Gov't investigating Tnuva for animal abuse

Environment Ministry opens criminal investigation following expose program showing workers electrifying, beating, abusing cattle.

December 8, 2012 20:17
3 minute read.
A cow is hit with a cattle prod

Cattle prod animal abuse cow pain scream 370. (photo credit: Courtesy of 'Tnuva Cruelty')

The Environmental Protection Ministry, in conjunction with Beit She’an Police, opened a criminal investigation on Friday into alleged animal abuse occurring at a city slaughterhouse owned by Tnuva, the ministry said on Saturday evening.

The investigation follows Thursday night’s television broadcast by Reshet’s Kolbotek consumer protection program of an exposé on the giant food manufacturer’s Adom-Adom meat subsidiary. The ministry credited Kolbotek for uncovering “grave findings,” which included video evidence of workers abusing calves with an electric shocker, as well as beating them, standing on them and dragging them by their legs using a forklift.

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“There is no reason that animals should experience such horrible abuse over the course of their lives,” said Environmental Protection Minister Gilad Erdan.

Parallel to the investigation, the ministry is also examining whether the slaughterhouse violated the terms of its business license.

Following the Kolbotek broadcast, the animal welfare organizations Anonymous for Animal Rights and Let Animals Live filed police complaints about Tnuva for alleged violations of the Animal Welfare Law, and turned to the Agriculture Ministry’s Veterinary Services, demanding a closure of the slaughterhouse, the groups said.

Anonymous for Animal Rights has also launched a campaign urging the public to boycott the company.

“The investigation reveals the systematic abuse at the Tnuva slaughterhouse,” said the group’s Hagai Cohen. “Unfortunately, these are not exceptional cases – images illustrate that supervisors instructed the employees to use these methods, and that abuse is common.

All that is left for consumers to do is to vote with their forks and refuse to finance the abuse.”

Because many of the calves at the Tnuva facility are imported from Australia, the animal rights groups forwarded to the Veterinary Services a letter from the chief scientist at Australia’s Royal Society for the Prevention of Cruelty to Animals.

According to an Anonymous for Animals statement, the chief scientist, Dr. Bidda Jones, wrote that the abuse occurring at the slaughterhouse involved systematic violations of international regulations for slaughterhouses instituted by the World Organization for Animal Health (OIE), as well as Australian legislation regarding the treatment of animals.

The rights groups plan to protest against the alleged abuse on Monday afternoon in Tel Aviv, and hundreds of comments slamming the company have already covered Tnuva’s Facebook page.

In response to the allegations, Adom-Adom CEO Erez Wolf said the company “unequivocally condemns this behavior” and that it does not represent the company as a whole.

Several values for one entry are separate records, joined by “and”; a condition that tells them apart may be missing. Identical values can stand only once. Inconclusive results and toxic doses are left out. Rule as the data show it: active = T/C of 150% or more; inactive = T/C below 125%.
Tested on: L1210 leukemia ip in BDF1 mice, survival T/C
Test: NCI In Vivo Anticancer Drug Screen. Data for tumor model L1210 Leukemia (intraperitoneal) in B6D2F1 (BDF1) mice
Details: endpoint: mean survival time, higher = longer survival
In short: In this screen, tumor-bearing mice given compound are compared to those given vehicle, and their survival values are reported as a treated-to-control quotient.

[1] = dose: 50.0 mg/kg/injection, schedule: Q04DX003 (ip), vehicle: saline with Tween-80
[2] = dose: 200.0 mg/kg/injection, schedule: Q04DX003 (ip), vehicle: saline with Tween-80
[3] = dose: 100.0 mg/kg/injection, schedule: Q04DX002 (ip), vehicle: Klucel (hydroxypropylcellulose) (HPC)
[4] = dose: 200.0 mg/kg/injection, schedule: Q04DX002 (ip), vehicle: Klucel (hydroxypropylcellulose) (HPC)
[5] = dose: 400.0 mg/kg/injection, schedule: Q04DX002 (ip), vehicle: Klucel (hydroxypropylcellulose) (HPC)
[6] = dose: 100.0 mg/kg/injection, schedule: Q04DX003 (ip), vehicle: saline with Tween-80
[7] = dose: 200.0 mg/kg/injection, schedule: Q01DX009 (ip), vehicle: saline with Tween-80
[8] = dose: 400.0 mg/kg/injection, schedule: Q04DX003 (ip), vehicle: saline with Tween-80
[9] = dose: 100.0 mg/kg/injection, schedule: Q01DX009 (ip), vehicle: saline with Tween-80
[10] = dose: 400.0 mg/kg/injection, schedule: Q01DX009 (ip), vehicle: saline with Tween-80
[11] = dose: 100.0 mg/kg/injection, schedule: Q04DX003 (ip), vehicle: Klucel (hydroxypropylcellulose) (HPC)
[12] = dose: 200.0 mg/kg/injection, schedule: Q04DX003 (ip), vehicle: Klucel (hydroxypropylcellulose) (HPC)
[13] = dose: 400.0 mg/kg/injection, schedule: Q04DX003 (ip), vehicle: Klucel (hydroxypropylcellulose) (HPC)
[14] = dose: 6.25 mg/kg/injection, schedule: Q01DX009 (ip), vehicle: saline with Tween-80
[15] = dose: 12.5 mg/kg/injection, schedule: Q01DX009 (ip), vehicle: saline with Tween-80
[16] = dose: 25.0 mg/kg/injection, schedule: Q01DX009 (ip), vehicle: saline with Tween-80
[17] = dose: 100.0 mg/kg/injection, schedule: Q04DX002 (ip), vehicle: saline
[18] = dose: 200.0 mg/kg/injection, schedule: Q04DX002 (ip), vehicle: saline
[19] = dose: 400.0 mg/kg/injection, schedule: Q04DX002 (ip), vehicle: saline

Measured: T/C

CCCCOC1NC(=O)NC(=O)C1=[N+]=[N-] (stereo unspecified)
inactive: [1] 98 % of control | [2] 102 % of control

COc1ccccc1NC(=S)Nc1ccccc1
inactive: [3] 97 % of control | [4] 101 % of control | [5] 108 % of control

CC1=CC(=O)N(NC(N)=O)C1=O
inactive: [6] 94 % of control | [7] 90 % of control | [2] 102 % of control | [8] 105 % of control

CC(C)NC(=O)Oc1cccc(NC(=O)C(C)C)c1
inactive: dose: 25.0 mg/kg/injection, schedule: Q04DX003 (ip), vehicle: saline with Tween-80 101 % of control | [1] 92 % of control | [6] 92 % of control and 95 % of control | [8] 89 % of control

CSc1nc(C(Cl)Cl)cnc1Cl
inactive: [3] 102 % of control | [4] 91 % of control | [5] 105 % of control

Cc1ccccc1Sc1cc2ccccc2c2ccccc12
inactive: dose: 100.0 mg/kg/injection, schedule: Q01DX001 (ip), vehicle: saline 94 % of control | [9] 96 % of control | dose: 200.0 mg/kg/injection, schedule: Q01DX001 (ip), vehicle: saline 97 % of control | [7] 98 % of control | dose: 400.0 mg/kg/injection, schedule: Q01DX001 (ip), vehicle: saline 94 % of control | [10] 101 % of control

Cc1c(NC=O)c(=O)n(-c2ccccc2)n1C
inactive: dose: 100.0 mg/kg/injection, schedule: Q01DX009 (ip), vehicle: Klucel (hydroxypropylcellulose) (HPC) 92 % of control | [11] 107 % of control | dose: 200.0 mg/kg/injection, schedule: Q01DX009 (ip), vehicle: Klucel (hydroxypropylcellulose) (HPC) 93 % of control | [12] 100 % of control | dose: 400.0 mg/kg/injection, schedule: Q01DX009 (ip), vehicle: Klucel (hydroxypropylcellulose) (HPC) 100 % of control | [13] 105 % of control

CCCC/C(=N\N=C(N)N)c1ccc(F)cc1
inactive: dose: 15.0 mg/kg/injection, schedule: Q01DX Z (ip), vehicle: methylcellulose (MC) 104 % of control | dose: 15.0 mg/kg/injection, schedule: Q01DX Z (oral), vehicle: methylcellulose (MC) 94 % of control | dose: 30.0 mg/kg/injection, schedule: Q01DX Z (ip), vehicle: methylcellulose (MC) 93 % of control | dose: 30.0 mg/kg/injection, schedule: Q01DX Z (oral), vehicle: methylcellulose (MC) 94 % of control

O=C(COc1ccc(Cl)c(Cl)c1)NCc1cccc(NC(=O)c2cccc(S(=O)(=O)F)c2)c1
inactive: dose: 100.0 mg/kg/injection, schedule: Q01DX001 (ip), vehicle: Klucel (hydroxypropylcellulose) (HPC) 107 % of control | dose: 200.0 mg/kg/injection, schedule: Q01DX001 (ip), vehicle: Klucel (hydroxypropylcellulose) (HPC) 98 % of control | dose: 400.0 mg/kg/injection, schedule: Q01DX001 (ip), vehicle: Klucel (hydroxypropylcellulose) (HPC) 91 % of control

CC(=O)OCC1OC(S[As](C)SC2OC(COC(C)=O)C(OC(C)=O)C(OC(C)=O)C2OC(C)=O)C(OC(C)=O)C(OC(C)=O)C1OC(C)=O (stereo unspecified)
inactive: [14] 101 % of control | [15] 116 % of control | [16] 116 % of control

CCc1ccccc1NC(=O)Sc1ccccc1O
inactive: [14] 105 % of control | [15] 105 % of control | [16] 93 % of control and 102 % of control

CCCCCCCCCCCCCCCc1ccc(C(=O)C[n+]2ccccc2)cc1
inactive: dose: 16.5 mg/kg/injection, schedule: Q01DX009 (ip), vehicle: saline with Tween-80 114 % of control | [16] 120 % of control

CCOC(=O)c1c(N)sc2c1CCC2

“The rough behavior – as represented in the video segment – deviated from all of our protocol,” Wolf said.

According to Wolf, after the company was made aware of the abuse, management took a number of immediate steps, including the removal of the plant manager as well as the suspension of the contracted workers. In addition, the company installed cameras throughout the plant for better supervision and control.

“All of the workers, employees of both Adom-Adom and the contractor, are receiving training and refreshers on regulations, including proper attention to and care of animals,” Wolf said.

“We again declare: Workers who violate these procedures will not be able to remain in the company.”

Wolf added that Adom-Adom would “ensure that such conduct does not occur again.”

Responsibility for the wellbeing of animals remains with the Agriculture Ministry despite the fact that a bill promoted by Erdan to transfer authority to his ministry received approval from the cabinet in June. Following that approval, Agriculture Minister Orit Noked filed an appeal for further discussion, which, according to the Environmental Protection Ministry, has delayed the legislation.

“The exposure of this abuse is further proof that we cannot forfeit the protection of animal rights to the hands of the Agriculture Ministry, whose interests are guided by those of the food industry,” Erdan said.

In a statement, the Environmental Protection Ministry stressed that it would continue efforts to transfer authority for animal welfare to its “rightful place.”

For its part, the Agriculture Ministry sent veterinarians on Friday morning to Adom- Adom’s Beit She’an site in order to clarify regulations concerning the welfare of cattle, a ministry spokeswoman told The Jerusalem Post.

The ministry, she said, is also working in cooperation with police to expedite the investigation and would provide an update when it is over.

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